Many activities can reduce tension and foster feeling of calmness. Common healthy calming activities can include physical activity, listening to music, walking with a friend, reading, or practicing a repetitive leisure activity such as gardening, pottery, or woodwork. More formal types of calming activities that involve inducing a relaxation response, such as meditation, yoga, or Tai Chi, have been studied and often show an accompanying decrease in heart rate, breathing rate, blood pressure, and a metabolic slowing coupled with feelings of peace and relaxation. The concept of a physiological relaxation response was developed over years of clinical research into traditional yogic and meditative techniques among other relaxation methods.
Relaxation therapy is often effective in lowering heart rate, respiratory rate, and blood pressure and achieving feelings of relaxtion and a reduction in anxiety if practiced regularly. This only need be done 20 minutes/day to elicit the many beneficial effects. Simple, concise details for eliciting the relaxation response is available on-line at Relaxation Response.org and in my separate Relaxation Response handout.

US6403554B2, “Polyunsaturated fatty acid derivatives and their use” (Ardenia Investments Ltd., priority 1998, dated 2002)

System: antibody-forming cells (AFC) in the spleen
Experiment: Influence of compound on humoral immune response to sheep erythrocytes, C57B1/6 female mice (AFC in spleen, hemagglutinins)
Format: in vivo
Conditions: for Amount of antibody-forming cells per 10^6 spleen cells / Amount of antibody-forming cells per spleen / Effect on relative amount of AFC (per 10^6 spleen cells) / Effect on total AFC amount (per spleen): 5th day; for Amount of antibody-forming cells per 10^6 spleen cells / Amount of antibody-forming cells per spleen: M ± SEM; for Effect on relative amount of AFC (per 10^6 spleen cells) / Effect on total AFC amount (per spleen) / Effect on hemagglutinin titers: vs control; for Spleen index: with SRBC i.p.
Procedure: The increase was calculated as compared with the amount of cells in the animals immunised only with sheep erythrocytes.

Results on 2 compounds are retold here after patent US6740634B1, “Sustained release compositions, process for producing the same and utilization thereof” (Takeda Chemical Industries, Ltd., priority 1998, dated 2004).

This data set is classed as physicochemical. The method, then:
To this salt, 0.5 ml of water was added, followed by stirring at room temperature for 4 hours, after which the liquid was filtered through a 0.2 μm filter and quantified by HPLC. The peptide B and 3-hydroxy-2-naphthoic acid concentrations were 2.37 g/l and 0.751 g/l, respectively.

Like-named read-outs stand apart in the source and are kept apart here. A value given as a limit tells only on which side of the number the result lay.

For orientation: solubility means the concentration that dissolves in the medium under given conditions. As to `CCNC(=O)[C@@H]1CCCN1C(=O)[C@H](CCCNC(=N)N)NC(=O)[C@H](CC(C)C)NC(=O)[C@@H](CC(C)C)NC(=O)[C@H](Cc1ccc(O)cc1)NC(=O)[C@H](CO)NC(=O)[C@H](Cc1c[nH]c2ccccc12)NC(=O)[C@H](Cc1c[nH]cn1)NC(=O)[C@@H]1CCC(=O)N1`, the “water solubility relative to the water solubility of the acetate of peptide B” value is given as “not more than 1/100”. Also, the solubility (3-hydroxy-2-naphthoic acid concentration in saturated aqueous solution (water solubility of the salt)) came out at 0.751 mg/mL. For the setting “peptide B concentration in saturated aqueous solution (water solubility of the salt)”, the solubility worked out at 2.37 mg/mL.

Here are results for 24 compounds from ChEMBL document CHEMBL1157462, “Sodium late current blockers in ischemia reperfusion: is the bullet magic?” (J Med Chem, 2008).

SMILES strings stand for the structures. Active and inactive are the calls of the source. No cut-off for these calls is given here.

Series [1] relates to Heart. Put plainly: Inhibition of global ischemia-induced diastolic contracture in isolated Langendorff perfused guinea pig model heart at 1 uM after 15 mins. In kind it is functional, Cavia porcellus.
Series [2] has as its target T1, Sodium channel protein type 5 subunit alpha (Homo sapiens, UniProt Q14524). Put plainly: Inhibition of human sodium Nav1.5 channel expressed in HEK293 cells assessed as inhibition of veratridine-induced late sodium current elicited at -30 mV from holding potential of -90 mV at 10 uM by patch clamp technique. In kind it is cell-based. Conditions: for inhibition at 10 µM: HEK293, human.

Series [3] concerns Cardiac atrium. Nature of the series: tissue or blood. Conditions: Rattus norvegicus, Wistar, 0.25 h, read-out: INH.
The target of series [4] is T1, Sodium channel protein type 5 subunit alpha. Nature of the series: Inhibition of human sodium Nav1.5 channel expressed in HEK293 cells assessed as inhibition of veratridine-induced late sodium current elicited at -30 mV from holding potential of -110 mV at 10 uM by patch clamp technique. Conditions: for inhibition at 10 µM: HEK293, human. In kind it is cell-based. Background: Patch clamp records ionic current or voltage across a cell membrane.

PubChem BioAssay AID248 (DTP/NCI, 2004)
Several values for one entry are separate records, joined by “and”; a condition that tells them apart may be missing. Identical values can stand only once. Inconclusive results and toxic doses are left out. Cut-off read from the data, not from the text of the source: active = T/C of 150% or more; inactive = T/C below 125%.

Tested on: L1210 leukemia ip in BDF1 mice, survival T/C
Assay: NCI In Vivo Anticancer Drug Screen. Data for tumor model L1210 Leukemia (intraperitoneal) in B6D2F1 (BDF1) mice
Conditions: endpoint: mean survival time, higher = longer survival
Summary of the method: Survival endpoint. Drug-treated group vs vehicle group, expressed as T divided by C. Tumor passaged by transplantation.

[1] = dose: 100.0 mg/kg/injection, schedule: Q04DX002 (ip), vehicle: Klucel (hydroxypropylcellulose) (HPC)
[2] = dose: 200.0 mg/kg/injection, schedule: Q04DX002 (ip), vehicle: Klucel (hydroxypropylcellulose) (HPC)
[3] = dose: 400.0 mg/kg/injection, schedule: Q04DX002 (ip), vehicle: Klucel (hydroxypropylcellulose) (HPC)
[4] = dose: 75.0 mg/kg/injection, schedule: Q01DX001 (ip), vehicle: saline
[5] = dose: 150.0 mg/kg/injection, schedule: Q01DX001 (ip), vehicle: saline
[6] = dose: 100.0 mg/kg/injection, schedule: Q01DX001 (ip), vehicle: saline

If interested one could perform it daily at work (for work related stresses) for 15 minutes while sitting at his/her desk with the office door shut. Significant self-reported improvement in performance including efficiency, handling of problems, and strength of concentration have been reported in an occupational setting when using this technique during one to two 15-minute breaks while at work
Regular aerobic exercise has been shown to improve mood and reduce anxiety and stress. Moderate exercise is associated with improving immediate mood and energy and can also improve long-term sleep quality.